Illinois 24-Hour Package

Fulfills ALL State Requirements
23 HSW/1 CEU Sexual Harassment Credit

$269.00

Description

Illinois 24 Hour Continuing Education Course Package

Meets state continuing education requirements

This 24-hour package contains:

Course #1 – (5 HSW hour Audio Course) Moving Toward Net Zero | #AIABLTI518
Course #2 – (4 HSW hour Audio Course) Designing Worship Facilities | #AIABLTI515.22
Course #3 – (3 HSW hour Audio Course) Lean on Me – Choosing Railings Carefully | AIABLTI457.22
Course #4 – (3 HSW hour Audio Course) Environmental Design for Buildings: Best Practices for the Best Design | #AIABLTI514.21
Course #5 – (2 HSW hour Audio Course) Speaking of Older Buildings | #AIABLTI517
Course #6 – (2 HSW hour Audio Course) ADA Paths – Part 1 No One Left Behind | #AIABLTI511.20
Course #7 – (2 HSW hour Audio Course) ADA Paths – Part 2 Practical Design Requirements | #AIABLTI512.20
Course #8 – (2 HSW hour Audio Course) ADA Paths – Part 3 Communication and Recreation | #AIABLTI513.20
Course #9 – (1 HSW hour Audio Course) Understanding and Preventing Sexual Harassment | #AIABLTI510.20

 

 

Credit(s) earned on completion of this course will be reported to AIA CES for AIA members. Certificates of Completion for both AIA members and non-AIA members will be available to print upon completion of this course. This course is registered with AIA CES for continuing professional education.

Moving Toward Net Zero

Course Instructor:  Paul Spite

Sustainability is defined by one source as “meeting current needs, without compromising the ability of future generations to meet their needs, in the environment we will leave them.” Net zero refers to achieving an overall balance between carbon-based emissions produced and the removal or offsetting of the same amount of carbon from the atmosphere. Taken together, striving to meet these two objectives can result in choices made in project design and project use, resulting in the least harm possible being done to our environment.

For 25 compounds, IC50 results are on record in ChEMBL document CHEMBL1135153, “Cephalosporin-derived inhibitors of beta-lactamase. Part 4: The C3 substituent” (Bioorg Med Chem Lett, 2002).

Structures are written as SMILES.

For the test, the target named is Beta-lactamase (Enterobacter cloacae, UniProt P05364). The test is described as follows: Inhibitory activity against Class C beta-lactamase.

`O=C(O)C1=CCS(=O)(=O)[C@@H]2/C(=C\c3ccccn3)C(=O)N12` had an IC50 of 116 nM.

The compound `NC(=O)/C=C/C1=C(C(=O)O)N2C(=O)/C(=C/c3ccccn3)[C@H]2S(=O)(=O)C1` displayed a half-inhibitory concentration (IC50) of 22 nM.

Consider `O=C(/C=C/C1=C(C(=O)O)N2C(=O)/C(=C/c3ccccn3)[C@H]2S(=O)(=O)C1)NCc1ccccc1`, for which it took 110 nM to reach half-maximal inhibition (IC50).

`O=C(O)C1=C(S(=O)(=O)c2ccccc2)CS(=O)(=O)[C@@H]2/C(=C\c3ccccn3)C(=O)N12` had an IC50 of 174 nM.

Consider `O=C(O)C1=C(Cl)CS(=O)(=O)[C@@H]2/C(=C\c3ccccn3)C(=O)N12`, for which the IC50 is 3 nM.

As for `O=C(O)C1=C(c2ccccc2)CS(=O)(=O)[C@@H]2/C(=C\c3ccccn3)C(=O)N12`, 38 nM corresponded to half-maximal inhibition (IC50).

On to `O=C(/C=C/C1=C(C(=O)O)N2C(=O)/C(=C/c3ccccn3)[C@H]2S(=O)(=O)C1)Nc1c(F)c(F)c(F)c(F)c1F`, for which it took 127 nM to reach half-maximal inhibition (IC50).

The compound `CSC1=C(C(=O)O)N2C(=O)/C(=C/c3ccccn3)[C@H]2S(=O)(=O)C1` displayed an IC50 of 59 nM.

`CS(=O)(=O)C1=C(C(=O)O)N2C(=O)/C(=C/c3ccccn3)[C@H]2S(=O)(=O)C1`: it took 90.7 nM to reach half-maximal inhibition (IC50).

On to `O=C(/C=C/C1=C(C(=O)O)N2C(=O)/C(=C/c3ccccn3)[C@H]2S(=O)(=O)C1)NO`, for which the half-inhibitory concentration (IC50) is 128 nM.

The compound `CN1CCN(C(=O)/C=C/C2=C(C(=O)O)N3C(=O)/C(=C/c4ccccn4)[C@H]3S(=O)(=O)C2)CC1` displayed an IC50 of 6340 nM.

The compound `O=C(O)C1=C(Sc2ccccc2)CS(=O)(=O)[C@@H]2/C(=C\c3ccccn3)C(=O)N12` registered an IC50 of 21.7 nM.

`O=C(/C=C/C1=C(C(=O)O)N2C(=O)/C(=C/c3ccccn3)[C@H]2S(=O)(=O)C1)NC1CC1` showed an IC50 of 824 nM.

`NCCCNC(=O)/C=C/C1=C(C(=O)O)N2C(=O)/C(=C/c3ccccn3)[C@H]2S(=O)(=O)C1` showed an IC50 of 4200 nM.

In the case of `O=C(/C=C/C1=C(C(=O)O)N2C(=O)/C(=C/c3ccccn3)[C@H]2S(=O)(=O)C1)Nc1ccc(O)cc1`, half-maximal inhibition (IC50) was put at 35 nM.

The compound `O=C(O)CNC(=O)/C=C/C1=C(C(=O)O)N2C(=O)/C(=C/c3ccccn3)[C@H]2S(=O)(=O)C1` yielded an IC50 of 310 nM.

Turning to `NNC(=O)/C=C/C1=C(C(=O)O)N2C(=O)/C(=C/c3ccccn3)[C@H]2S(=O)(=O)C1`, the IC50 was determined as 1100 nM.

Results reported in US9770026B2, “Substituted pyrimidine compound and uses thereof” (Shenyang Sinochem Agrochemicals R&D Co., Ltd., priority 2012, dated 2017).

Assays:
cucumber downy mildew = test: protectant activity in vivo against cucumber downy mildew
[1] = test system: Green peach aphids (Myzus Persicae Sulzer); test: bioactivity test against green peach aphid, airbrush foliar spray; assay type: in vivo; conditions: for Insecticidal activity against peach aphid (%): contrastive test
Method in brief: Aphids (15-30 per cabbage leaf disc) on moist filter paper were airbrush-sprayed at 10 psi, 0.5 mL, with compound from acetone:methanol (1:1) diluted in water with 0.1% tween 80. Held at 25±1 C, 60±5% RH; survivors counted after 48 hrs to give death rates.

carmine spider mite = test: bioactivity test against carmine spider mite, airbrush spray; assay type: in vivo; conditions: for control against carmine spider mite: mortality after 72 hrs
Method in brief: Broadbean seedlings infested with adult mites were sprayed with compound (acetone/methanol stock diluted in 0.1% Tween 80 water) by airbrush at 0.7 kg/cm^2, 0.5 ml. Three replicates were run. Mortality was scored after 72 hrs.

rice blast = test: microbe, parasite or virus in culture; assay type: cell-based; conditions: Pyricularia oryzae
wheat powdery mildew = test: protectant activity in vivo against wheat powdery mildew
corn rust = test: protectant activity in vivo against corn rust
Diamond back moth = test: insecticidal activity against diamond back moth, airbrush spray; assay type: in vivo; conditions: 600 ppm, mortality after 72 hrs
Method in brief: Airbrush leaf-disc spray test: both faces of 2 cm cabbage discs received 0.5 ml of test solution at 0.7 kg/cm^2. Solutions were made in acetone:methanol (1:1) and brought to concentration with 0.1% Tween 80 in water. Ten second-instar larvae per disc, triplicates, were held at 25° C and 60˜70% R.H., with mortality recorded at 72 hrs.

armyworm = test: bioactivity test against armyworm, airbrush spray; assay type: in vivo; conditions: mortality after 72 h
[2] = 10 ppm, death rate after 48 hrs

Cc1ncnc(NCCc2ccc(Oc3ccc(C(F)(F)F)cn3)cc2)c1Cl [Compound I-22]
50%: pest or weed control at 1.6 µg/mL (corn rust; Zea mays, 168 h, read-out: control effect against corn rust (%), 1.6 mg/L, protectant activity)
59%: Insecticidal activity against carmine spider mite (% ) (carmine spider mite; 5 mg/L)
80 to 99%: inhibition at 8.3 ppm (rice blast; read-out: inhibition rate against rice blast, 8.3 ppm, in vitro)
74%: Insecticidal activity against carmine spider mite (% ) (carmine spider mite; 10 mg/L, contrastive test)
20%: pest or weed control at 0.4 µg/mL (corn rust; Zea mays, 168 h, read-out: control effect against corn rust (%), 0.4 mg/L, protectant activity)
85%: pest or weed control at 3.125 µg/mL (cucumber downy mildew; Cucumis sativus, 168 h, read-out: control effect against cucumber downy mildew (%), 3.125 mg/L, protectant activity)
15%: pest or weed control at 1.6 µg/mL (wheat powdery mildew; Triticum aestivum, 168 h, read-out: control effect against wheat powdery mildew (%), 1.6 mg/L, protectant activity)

We will examine a few key principles involved in moving toward ‘net zero:

  • Designing buildings that use as little energy as possible, once occupied as intended
  • Generating as much power on-site, or the equivalent thereof, to supply the power still needed and used by the facility
  • Look at carbon emissions and ways to lower or offset greenhouse gas emissions as a result of our activities

This course teaches the following knowledge and skills:

  • An understanding of what is being referred to, when ‘net zero’ is being discussed
  • An overview of broad strategies used in designing sustainable buildings
  • Identifying sources of more environmentally friendly materials for incorporation in projects
  • Why buildings renovated for adaptive reuse are arguably the greenest buildings.
  • How incorporating passive design principles can reduce future energy use.
  • Use of the earth’s temperature below the frost line to preheat and precool incoming air
  • A good understanding of different options for insulating building envelopes
  • How LEED certification can be sought and obtained
  • Different ways in which green power can be purchased
  • Criteria that can be used in purchasing Renewable Energy Certificates
  • The various technologies used to generate power on site from renewable resources
  • Steps to be taken in planning for an on-site renewable generation project